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Author Topic: Information Security  (Read 557 times)
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« on: October 03, 2013, 10:09:08 PM »

I called in on 10/03/2013 at about 8:25-8:30PM CST. I was talking about data security on computers. I just wanted to show my sources.

Wear Leveling Devices (SSDs, Flash, USB Thumb Drives, ETC)
http://www.truecrypt.org/docs/wear-leveling#Y397
http://www.kingston.com/us/community/articledetail?ArticleId=10
http://www.computerworld.com/s/article/9211519/Can_data_stored_on_an_SSD_be_secured_
http://nvsl.ucsd.edu/index.php?path=projects/sanitize

So again, if the drive support the method of securely erasing data and it is implemented properly there is not a problem. The problem is you will never know if this is true!

And on Intel vPro:
What is Intel vPro Technology

Module 1: Introduction to Intel® vPro™ Technology

Intel vPro Demo Anti Theft

http://www.intel.com/content/www/us/en/remote-support/remote-support-solutions-for-laptops-and-desktops.html
http://www.tomshardware.com/reviews/vpro-anti-theft-management-sba,3266.html
http://www.bomgar.com/products/features/intel-vpro
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« Reply #1 on: October 03, 2013, 10:15:41 PM »

AMD "Remote Management" AKA DASH

http://www.tomshardware.com/reviews/vpro-amt-management-kvm,3003-13.html
http://www.amd.com/us/products/technologies/systems-management/Pages/manageability-desktops-notebooks.aspx
http://www.amd.com/us/Documents/AMD_DASH_Whitepaper.pdf
http://techreport.com/news/12114/amd-moves-to-embrace-pc-management-tools
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« Reply #2 on: October 03, 2013, 10:24:24 PM »

On a side note, it looks like if you use a non-standard network card that does NOT support vPro - you could effectively disable its remote abilities. (as long as you never manually activated it?)
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« Reply #3 on: October 05, 2013, 09:55:46 PM »

And vPro has been hacked.. predictably..

http://www.infoworld.com/d/security-central/researchers-hack-intels-vpro-604
http://www.dailypaul.com/289567/hacked-cbs-computers-turning-themselves-on-at-night-then-off
http://en.wikipedia.org/wiki/Intel_vPro

On a bit of the nutty side:
http://www.jimstonefreelance.com/corevpro.html
http://www.theregister.co.uk/2013/09/23/intel_stuns_world_with_wakeon3g/

TO BE CLEAR, the intel chips DO NOT, to the best of my knowledge, have a 3g chip built into them. These people do NOT understand what Intel is saying with the 3G/4G statements. IF your laptop has a 3g/4g card, vPRO can now use it via SMS etc. It is similar to how you can kill cell phones from remote.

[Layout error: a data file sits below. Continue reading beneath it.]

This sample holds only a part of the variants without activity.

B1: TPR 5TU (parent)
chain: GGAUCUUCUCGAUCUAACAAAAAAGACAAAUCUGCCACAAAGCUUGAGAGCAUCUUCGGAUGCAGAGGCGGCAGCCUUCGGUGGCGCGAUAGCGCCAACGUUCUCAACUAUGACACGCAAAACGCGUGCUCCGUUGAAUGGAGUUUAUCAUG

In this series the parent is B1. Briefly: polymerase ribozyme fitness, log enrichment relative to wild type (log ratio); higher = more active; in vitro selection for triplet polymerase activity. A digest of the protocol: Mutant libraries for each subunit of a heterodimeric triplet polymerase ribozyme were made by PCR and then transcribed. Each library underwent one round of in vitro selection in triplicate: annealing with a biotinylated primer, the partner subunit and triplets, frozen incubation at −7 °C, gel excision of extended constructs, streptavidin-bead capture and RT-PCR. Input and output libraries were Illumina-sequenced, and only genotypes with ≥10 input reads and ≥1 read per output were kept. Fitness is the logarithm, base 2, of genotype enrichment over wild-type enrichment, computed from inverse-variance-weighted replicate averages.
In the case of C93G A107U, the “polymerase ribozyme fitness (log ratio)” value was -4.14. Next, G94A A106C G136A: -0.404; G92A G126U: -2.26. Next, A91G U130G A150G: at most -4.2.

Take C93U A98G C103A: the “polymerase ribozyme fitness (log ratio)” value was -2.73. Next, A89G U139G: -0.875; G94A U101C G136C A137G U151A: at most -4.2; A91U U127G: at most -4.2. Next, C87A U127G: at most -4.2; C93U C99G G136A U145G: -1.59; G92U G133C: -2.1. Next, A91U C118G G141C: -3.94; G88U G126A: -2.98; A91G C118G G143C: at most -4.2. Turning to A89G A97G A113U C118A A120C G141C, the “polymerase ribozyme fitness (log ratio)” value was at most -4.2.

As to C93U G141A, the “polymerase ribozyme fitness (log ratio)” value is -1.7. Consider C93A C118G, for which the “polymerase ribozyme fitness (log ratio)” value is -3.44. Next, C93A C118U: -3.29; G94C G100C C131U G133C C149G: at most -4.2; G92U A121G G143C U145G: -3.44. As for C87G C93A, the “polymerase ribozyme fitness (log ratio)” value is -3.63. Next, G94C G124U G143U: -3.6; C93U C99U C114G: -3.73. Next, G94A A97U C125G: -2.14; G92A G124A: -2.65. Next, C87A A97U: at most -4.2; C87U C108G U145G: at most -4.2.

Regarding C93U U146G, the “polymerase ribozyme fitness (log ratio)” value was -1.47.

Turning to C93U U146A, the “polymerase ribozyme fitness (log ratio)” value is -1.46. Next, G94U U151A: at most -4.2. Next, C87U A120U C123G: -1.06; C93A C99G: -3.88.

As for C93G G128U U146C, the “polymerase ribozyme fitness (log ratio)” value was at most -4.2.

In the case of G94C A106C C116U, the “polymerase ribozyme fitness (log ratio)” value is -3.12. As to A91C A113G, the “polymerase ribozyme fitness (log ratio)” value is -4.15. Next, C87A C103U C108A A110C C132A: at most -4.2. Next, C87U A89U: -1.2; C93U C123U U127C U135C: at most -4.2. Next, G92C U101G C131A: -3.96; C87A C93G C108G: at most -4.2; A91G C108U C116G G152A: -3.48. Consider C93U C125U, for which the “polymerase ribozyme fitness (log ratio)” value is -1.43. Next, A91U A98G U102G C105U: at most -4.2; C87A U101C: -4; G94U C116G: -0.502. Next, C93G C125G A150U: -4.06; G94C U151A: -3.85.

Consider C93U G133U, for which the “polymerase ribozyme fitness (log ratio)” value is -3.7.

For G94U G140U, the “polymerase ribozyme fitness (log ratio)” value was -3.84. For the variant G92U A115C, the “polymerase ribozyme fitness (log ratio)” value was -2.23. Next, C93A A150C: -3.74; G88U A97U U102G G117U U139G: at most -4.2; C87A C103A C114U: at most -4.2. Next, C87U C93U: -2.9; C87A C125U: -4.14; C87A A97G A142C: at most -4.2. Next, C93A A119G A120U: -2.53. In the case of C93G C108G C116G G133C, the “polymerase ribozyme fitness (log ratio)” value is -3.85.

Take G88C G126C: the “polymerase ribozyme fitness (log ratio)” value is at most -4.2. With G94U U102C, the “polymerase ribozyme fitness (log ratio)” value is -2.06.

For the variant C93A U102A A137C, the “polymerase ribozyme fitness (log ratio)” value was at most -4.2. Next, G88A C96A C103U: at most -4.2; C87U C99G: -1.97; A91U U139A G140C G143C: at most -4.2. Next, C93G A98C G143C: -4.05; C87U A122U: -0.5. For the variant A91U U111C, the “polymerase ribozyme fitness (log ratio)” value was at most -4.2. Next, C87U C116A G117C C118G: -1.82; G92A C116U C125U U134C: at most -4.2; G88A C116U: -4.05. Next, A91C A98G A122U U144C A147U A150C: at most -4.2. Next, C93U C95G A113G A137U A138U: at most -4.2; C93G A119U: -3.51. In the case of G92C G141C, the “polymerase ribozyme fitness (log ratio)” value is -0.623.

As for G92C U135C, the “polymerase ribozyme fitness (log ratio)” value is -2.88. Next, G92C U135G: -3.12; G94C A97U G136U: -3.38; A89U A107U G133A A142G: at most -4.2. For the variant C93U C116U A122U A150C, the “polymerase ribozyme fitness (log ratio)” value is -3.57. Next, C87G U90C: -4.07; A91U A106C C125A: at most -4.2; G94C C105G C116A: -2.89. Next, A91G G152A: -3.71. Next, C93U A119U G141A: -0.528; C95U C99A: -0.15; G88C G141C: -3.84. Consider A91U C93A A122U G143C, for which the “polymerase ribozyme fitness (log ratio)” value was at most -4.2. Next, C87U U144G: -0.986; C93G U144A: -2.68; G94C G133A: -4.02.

So what does all this mean?

Well if you watch the videos, you can turn on, remote boot an OS over network, and reinstall an OS all from remote. This means that a person can turn on, disable the monitor (power sleep mode), then access ANYTHING they want, then turn off the PC. Interestingly, the vPRO system strips out the vPRO commands before the OS can recieve them to remove the ability to monitor for vPRO commands. And even as the Intel chips do NOT currently have CDMA/EDGE/HSPA+ modems in them now, there is actually nothing to prevent them from being added. This system overrides ALL SECURITY FOREVER. If vPRO is not secure then the system cannot be secured. Period. In fact, depending on how this is designed, or could be designed later, the NSA could use this to copy sections of ram, hard drive, etc. even while you use the system. Even encryption would be pointless as they could copy the encryption key from memory after/as you encrypt the files.

Granted, I do not know if this is currently how things work. But this is a VERY REAL SECURITY CONCERN. And if the  NSA does run over to Intel/AMD and order them to make this NSA user friendly it is a nightmare.

So I am not trying to panic you but I am trying to bring awareness to this. And yes, right now this is just for certain processors (supposedly - you will never know what is REALLY on a CPU core as it is so small it is impossible to look.)
without backlash someday these components may end up on ALL CPUs.
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« Reply #4 on: October 06, 2013, 07:44:21 PM »

Follow a debate I am having with another IT geek. The key part you should get from it is this:

"Okay, fine, you got me. The typical use-case for this when a customer performs a bulk order through someone like Dell or HP (similar to how you can ask for a pre-set BIOS boot order and supervisor password), but I suppose the NSA could get a key preloaded." -celestrion

http://www.reddit.com/r/freetalklive/comments/1nrrk6/intel_vpro_technologynot_necessarily_a_security
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